No one knows just how the story of Raven really begins, so each starts from the point where he does know it. Here it was always begun in this way. Raven was first called Kit-ka’ositiyi-qa-yit (“Son of Kit-ka’ositiyi-qa”). When his son was born, Kit-ka’ositiyi-qa tried to instruct him and train him in every way and, after he grew up, told him he would give him strength to make a world. After trying in all sorts of ways, Raven finally succeeded. Then there was no light in this world, but it was told him that far up the Nass was a large house in which some one kept light just for himself.
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“As a “gaijin” (foreigner) who spent 6 years in Japan and had ample opportunity to witness many of its social customs, I think it’s worth noting that the setting Mr. Golden creates in his “Memoirs” is very much of a Japan gone by. This is sad. It is precisely the aspects of Sayuri’s world that are the most exotic to us which exemplify the best of what is uniquely Japanese. Modern Japanese cherish the remnants of that romantic past the same way that Americans revere tales of our pioneering forbears–as a way to hold on to, and honor all that was poetic and noble about ourselves.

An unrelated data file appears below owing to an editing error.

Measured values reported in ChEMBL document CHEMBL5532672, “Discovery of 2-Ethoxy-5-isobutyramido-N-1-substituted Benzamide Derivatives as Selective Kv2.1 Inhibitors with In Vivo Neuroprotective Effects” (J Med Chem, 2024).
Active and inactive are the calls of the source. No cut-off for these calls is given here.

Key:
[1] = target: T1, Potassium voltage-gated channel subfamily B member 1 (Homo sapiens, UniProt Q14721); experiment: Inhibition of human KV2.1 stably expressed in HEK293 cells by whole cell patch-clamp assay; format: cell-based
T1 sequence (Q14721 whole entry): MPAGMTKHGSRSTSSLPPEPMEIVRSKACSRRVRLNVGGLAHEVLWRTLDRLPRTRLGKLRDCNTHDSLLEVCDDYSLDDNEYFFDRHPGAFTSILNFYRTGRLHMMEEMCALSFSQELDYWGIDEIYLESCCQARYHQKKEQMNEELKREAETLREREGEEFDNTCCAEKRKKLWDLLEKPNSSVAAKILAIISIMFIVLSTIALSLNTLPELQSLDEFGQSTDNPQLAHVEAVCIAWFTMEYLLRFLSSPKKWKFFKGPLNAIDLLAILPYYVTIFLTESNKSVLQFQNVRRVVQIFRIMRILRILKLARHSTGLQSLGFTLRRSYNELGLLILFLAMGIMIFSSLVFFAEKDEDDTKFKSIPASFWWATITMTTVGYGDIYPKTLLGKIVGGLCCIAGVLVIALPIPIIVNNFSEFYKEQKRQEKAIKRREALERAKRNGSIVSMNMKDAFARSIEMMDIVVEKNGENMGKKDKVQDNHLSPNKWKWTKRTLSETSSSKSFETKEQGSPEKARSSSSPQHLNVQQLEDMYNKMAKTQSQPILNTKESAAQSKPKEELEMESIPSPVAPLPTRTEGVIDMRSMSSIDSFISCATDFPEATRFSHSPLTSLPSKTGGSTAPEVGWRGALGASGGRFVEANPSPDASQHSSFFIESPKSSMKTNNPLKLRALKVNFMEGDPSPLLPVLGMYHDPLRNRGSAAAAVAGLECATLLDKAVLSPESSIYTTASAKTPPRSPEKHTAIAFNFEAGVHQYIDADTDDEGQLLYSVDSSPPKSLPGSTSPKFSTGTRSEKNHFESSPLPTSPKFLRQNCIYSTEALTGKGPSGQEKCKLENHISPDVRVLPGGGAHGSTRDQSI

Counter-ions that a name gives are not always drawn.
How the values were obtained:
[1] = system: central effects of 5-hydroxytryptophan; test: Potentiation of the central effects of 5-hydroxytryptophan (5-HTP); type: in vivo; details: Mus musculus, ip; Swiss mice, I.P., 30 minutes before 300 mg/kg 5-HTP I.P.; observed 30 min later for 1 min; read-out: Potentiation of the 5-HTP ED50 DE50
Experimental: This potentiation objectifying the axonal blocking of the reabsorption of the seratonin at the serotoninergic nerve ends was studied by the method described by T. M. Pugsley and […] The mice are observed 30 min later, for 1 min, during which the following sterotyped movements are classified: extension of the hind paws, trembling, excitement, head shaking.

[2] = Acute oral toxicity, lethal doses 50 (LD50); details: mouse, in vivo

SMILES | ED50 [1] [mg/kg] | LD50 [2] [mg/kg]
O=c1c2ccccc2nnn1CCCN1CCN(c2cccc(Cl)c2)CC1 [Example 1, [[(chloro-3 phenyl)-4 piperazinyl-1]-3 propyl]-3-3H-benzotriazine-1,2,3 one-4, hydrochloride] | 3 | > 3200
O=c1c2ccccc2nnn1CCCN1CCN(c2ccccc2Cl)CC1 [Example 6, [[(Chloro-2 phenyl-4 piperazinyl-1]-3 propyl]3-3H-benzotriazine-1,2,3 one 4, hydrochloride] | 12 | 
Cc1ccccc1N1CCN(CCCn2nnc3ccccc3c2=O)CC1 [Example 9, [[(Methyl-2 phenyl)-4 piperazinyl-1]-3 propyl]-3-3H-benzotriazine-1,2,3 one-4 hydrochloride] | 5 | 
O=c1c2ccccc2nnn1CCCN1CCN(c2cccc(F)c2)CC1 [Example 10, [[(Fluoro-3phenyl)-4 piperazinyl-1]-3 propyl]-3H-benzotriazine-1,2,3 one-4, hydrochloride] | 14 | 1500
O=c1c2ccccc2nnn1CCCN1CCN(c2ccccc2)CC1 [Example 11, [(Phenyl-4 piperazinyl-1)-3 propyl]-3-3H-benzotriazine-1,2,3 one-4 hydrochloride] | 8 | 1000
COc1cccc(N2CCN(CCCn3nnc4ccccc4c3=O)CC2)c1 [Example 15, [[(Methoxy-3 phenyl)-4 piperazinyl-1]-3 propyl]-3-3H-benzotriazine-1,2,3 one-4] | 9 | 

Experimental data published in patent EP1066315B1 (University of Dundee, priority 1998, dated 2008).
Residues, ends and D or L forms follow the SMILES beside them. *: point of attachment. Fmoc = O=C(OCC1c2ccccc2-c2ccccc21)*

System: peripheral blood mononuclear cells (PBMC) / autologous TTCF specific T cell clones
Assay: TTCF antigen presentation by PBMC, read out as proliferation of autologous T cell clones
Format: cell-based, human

I think it also bears mentioning that the average Japanese person today knows almost as little about the life of a typical geisha as the average Westener. Geisha entertainment has always been the province of extremely wealthy, powerful men–going to a teahouse to be entertained by geisha served the same function for a Japanese VIP that a British one would find at his tony men’s club. Throughout the centuries that Japan’s entertainment quarters–”the flower and willow world” as they call it–has existed, the number of patrons who could afford top-notch geisha entertainment for themselves and their friends has been an exclusive club indeed. In today’s highly Westernized and technology-worshipping Japan, the idea of a geisha party is nearly as anachronistic and unattainable as it is here. Geisha belong to the same catagory as cowboys, knights on horseback and damsels-in-distress: cultural icons who have no place in the modern world. Mr. Golden does a superb job of capturing some of the magic of Sayuri’s metier for those of us who will never have the opportunity to witness it firsthand. Sayuri and her fellow geisha may be trained from birth to be beautiful flowers, but they are also very human “working girls” (and I don’t mean that in the sense of prostitute) Although there is an ever-present sexual overtone to the role of geisha, 99% of the time it is subliminal rather than overt, which I think Mr. Golden makes clear. I agree with one of the other reviewers who equated a geisha mistress with a Western “trophy wife”. This is a very apt description. While wives are chosen for their docility, domestic skills, and breeding potential, a geisha mistress provides color, dash and sexual sauce for those who are lucky enough to afford them. However, in today’s economy, a man would have to sport a bankroll the size of Donald Trump’s to be a serious contender for a geisha mistress.” ~From a review of an unrelated book, Memoirs of a Geisha, by Hikari.
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